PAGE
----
Here’s number eight in our River Market Secret Santa series. (Numbers 1, 2, 3, 4, 5, 6, and 7. )
For many, the focus from everyday life turns towards the spirit of giving during the holiday season. This year River Market invited citizens from New Westminster to shop for gifts on River Market’s dollar. Many would say these citizens are actively engaged in making this wonderful city better each day. These individuals were tasked to hand pick each item which they thought would make a great gift and their only parameter was that they had $50 to spend. Once they were done their shopping, they would wrap the gift and deliver it to an organization of their choice in New West.
In this edition # 8 of the Secret Santa series, River Market asked Neal Michael to get his shop on. Neal lives here and has organized many events that bring community together such as Popluck, Pecha Kucha, Stop and Stare, etc. Neal chose to shop for the Spirit of the Children Society. “I feel like as an organization it’s overlooked and under recognized. I like that a lot of the programs are ones that strengthen family connections. As a teacher I am passionate about youth and they do a lot for the youth of Indigenous communities.”
They specifically asked for a gift card from Donald’s Market to go towards their Traditional Kitchen for Aboriginal Families and Youth and they always need fresh fruit and veggies and do some of their shopping at Donald’, so Neal picked up a selection of gift cards.
And if Neal is on your list of people to buy a Secret Santa gift for, check out Canteen and Supply. “We are foodies who love to cook and they have so many good things,” he says.
Most Canadians have heard about AIDS in Africa but few fully grasp the scope of the pandemic. Over the past 30 years, nearly 30 million people have died of AIDS in sub-Saharan Africa leaving 17 million orphan children – that’s almost twice the number of children in all of Canada – most of them living with their grandmothers.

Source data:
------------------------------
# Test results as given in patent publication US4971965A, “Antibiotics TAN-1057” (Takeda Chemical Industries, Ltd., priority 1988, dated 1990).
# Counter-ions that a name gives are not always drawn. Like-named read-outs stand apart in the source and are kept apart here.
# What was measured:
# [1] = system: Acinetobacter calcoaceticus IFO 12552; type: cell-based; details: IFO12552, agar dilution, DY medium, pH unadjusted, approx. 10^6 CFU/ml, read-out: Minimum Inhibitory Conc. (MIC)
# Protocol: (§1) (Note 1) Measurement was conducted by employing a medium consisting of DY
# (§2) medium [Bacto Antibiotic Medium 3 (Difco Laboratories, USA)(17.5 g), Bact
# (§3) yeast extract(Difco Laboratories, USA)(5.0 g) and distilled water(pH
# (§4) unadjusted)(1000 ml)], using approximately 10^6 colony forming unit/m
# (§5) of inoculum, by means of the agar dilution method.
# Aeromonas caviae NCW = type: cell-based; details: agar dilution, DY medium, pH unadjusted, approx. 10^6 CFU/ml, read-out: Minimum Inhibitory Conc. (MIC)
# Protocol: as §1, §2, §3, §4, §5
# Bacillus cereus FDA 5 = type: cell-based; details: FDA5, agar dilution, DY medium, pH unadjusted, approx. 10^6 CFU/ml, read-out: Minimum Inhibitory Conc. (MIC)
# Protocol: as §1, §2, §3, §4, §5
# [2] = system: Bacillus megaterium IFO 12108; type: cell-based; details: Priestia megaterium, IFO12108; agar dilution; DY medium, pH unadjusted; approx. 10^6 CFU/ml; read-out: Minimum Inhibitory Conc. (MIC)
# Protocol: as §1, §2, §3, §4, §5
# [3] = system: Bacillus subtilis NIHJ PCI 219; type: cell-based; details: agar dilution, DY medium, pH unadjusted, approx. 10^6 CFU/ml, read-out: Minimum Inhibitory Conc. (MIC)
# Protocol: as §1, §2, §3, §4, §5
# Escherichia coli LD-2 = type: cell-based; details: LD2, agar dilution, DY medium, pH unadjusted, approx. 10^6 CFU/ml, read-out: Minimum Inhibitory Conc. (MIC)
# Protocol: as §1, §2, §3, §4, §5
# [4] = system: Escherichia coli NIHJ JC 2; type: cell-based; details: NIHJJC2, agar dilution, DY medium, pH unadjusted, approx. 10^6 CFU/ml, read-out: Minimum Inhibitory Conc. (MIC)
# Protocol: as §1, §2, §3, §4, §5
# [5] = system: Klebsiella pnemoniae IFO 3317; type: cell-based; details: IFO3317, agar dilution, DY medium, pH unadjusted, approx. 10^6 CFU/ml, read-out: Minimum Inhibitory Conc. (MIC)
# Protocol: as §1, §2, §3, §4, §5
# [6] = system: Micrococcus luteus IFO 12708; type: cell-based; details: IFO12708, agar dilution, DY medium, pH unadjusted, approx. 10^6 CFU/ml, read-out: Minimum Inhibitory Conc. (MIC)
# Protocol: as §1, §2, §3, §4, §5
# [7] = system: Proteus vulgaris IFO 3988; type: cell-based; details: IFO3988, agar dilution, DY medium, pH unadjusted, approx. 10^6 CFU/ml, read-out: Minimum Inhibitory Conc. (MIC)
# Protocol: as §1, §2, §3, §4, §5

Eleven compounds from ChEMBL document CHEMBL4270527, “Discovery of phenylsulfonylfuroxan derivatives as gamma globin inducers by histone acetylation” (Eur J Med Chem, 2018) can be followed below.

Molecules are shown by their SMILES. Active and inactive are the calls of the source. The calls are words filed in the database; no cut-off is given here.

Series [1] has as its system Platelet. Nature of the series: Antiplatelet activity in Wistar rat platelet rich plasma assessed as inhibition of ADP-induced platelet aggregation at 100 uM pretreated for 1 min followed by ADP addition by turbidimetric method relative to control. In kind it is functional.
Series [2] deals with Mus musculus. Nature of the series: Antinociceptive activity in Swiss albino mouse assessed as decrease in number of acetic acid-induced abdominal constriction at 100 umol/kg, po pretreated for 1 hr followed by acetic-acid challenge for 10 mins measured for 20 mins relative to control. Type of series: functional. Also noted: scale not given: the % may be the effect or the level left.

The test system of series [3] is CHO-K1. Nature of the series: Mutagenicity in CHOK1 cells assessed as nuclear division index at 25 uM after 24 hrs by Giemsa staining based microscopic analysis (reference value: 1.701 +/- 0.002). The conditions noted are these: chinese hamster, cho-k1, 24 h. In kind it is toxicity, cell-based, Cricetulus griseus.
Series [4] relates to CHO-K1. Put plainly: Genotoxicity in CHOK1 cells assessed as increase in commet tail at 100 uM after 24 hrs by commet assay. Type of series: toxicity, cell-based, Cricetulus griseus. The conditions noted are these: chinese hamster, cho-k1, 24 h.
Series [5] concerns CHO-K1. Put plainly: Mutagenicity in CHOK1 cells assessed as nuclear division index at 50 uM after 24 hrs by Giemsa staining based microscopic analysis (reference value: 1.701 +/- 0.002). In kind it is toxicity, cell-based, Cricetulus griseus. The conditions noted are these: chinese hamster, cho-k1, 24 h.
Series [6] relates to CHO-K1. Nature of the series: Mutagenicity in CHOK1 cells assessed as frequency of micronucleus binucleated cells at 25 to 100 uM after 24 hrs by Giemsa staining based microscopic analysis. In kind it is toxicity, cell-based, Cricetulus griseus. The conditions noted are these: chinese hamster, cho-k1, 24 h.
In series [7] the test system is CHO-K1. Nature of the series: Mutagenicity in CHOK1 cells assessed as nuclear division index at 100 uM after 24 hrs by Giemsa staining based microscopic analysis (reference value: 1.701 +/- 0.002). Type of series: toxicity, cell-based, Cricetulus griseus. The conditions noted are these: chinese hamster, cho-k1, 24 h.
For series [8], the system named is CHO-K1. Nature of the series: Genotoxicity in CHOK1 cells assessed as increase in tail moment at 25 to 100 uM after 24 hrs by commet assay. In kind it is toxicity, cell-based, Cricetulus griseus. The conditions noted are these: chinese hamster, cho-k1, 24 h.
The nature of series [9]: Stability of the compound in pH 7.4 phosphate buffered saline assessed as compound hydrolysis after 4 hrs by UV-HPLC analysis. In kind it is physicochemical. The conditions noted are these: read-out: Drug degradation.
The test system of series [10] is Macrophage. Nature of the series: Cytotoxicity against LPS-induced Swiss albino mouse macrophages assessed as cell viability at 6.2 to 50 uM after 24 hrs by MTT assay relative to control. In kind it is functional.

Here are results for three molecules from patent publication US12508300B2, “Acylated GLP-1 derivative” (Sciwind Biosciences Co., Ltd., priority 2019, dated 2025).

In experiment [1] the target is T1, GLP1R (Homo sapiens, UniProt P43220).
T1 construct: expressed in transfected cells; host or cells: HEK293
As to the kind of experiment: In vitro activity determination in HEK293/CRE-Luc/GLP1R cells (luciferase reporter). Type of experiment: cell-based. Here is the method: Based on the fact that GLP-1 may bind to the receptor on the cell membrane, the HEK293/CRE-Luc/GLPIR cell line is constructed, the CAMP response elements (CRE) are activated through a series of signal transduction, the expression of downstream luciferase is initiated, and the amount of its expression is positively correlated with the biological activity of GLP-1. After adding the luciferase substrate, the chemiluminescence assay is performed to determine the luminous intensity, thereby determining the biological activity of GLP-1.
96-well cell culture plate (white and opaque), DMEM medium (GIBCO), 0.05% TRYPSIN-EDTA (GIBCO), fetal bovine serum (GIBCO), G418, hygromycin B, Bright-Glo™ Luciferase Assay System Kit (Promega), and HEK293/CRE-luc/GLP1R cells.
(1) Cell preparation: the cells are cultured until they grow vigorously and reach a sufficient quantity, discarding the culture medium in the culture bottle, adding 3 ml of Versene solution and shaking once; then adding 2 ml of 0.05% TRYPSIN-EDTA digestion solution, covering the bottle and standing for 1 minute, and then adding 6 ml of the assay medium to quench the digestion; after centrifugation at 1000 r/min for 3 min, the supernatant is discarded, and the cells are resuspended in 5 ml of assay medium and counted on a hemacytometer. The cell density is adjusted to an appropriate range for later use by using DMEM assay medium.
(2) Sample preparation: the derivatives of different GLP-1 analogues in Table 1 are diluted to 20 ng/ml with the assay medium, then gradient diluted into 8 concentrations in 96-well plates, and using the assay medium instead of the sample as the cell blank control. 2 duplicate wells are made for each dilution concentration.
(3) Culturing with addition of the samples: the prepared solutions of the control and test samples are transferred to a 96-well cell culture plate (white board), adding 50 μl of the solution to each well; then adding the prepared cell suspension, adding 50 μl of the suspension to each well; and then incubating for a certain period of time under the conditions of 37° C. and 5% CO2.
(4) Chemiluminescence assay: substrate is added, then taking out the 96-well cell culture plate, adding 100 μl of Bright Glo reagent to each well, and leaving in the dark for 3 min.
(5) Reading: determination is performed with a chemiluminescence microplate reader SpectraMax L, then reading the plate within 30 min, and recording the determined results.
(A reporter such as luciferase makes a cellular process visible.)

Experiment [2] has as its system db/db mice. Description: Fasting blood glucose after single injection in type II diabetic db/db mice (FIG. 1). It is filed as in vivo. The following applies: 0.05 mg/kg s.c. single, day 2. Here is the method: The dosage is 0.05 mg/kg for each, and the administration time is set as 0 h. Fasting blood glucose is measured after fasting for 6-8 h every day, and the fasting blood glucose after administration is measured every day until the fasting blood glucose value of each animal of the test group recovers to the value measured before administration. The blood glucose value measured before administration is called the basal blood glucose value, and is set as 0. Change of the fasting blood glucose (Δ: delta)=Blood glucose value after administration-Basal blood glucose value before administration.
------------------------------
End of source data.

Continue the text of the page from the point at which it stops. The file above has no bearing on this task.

Grandmothers in Africa have stepped up to provide the care that their grandchildren need. In the face of their own unbearable grief, they bury their beloved children, cope with their own deteriorating health and begin to parent again with few resources. They know what to do; they just need the resources to do it.
That’s why, in 2006, the Stephen Lewis Foundation invited 100 African grandmothers to meet with 200 Canadian grandmothers in Toronto for the first-ever Grandmothers Gathering. The African grandmothers shared their stories of hardship and determination and made clear their needs and priorities for the future. Canadian grandmothers listened, learned and organized … and the Grandmothers to Grandmothers Campaign was born. Since then it has grown to encompass more than 10,000 women in 250 groups across Canada. Royal City Gogos (Gogo is a Zulu word for grandmother) is a grandmother group based in New Westminster.
Since 2006, the Grandmothers Campaign in Canada has raised more than $25 million dollars. Ninety percent of the money is sent by the Stephen Lewis Foundation directly to their community-based partners who work with grandmothers in 15 sub-Saharan countries. The impact of ongoing support at community level can be felt in wellness in every way.
Here are three examples (none of the names used are their real names):